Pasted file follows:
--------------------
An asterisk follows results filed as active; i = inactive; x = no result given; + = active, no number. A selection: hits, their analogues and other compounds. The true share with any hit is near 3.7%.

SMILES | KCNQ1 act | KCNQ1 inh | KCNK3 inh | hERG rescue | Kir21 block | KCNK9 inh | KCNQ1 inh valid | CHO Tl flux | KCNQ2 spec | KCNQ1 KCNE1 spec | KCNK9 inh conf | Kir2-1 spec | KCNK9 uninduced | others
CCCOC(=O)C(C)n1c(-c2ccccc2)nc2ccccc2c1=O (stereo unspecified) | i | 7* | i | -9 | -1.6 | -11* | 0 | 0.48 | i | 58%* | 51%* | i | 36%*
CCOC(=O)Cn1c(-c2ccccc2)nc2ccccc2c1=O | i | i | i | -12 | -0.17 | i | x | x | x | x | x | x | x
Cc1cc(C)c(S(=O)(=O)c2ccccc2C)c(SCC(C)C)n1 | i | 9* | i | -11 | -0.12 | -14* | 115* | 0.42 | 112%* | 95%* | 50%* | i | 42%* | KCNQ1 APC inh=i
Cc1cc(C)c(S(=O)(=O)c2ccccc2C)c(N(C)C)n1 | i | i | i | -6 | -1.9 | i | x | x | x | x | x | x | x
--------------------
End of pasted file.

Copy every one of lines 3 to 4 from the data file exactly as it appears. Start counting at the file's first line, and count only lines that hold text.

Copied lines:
CCCOC(=O)C(C)n1c(-c2ccccc2)nc2ccccc2c1=O (stereo unspecified) | i | 7* | i | -9 | -1.6 | -11* | 0 | 0.48 | i | 58%* | 51%* | i | 36%*
CCOC(=O)Cn1c(-c2ccccc2)nc2ccccc2c1=O | i | i | i | -12 | -0.17 | i | x | x | x | x | x | x | x